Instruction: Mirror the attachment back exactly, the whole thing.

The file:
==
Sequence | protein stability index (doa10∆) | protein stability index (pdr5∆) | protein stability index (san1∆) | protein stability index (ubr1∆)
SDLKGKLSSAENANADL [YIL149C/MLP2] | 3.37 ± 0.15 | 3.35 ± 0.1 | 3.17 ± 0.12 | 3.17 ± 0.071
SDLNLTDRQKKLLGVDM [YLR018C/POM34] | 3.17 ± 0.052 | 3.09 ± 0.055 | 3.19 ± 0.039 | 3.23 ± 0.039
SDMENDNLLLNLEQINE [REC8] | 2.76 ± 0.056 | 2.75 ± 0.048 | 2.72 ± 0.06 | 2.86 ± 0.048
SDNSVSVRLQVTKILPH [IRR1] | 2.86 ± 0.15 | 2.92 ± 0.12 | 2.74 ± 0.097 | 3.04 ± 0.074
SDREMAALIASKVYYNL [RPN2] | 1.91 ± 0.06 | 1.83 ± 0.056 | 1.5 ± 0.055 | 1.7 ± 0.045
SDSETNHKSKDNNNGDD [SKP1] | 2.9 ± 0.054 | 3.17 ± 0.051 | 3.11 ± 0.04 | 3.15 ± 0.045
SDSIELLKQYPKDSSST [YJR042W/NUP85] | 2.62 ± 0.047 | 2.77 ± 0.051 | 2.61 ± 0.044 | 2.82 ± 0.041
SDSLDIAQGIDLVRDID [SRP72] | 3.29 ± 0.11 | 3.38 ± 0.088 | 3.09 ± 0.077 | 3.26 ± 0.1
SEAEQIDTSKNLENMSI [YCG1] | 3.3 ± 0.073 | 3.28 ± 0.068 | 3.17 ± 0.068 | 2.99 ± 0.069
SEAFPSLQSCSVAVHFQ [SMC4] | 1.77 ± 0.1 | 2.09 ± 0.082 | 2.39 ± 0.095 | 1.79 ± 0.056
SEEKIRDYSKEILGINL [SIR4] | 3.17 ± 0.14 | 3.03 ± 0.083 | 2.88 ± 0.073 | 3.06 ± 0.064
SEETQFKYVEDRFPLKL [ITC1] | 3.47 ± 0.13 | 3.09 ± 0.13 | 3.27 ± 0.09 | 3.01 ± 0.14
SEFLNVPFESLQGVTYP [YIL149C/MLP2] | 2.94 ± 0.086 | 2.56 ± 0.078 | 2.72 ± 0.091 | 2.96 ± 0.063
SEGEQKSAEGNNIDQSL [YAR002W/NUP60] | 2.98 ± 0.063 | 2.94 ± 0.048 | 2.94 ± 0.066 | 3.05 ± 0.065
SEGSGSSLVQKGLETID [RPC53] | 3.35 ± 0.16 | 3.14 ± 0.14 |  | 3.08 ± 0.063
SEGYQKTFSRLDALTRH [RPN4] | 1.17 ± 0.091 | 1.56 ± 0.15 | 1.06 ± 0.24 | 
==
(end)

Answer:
Sequence | protein stability index (doa10∆) | protein stability index (pdr5∆) | protein stability index (san1∆) | protein stability index (ubr1∆)
SDLKGKLSSAENANADL [YIL149C/MLP2] | 3.37 ± 0.15 | 3.35 ± 0.1 | 3.17 ± 0.12 | 3.17 ± 0.071
SDLNLTDRQKKLLGVDM [YLR018C/POM34] | 3.17 ± 0.052 | 3.09 ± 0.055 | 3.19 ± 0.039 | 3.23 ± 0.039
SDMENDNLLLNLEQINE [REC8] | 2.76 ± 0.056 | 2.75 ± 0.048 | 2.72 ± 0.06 | 2.86 ± 0.048
SDNSVSVRLQVTKILPH [IRR1] | 2.86 ± 0.15 | 2.92 ± 0.12 | 2.74 ± 0.097 | 3.04 ± 0.074
SDREMAALIASKVYYNL [RPN2] | 1.91 ± 0.06 | 1.83 ± 0.056 | 1.5 ± 0.055 | 1.7 ± 0.045
SDSETNHKSKDNNNGDD [SKP1] | 2.9 ± 0.054 | 3.17 ± 0.051 | 3.11 ± 0.04 | 3.15 ± 0.045
SDSIELLKQYPKDSSST [YJR042W/NUP85] | 2.62 ± 0.047 | 2.77 ± 0.051 | 2.61 ± 0.044 | 2.82 ± 0.041
SDSLDIAQGIDLVRDID [SRP72] | 3.29 ± 0.11 | 3.38 ± 0.088 | 3.09 ± 0.077 | 3.26 ± 0.1
SEAEQIDTSKNLENMSI [YCG1] | 3.3 ± 0.073 | 3.28 ± 0.068 | 3.17 ± 0.068 | 2.99 ± 0.069
SEAFPSLQSCSVAVHFQ [SMC4] | 1.77 ± 0.1 | 2.09 ± 0.082 | 2.39 ± 0.095 | 1.79 ± 0.056
SEEKIRDYSKEILGINL [SIR4] | 3.17 ± 0.14 | 3.03 ± 0.083 | 2.88 ± 0.073 | 3.06 ± 0.064
SEETQFKYVEDRFPLKL [ITC1] | 3.47 ± 0.13 | 3.09 ± 0.13 | 3.27 ± 0.09 | 3.01 ± 0.14
SEFLNVPFESLQGVTYP [YIL149C/MLP2] | 2.94 ± 0.086 | 2.56 ± 0.078 | 2.72 ± 0.091 | 2.96 ± 0.063
SEGEQKSAEGNNIDQSL [YAR002W/NUP60] | 2.98 ± 0.063 | 2.94 ± 0.048 | 2.94 ± 0.066 | 3.05 ± 0.065
SEGSGSSLVQKGLETID [RPC53] | 3.35 ± 0.16 | 3.14 ± 0.14 |  | 3.08 ± 0.063
SEGYQKTFSRLDALTRH [RPN4] | 1.17 ± 0.091 | 1.56 ± 0.15 | 1.06 ± 0.24 | 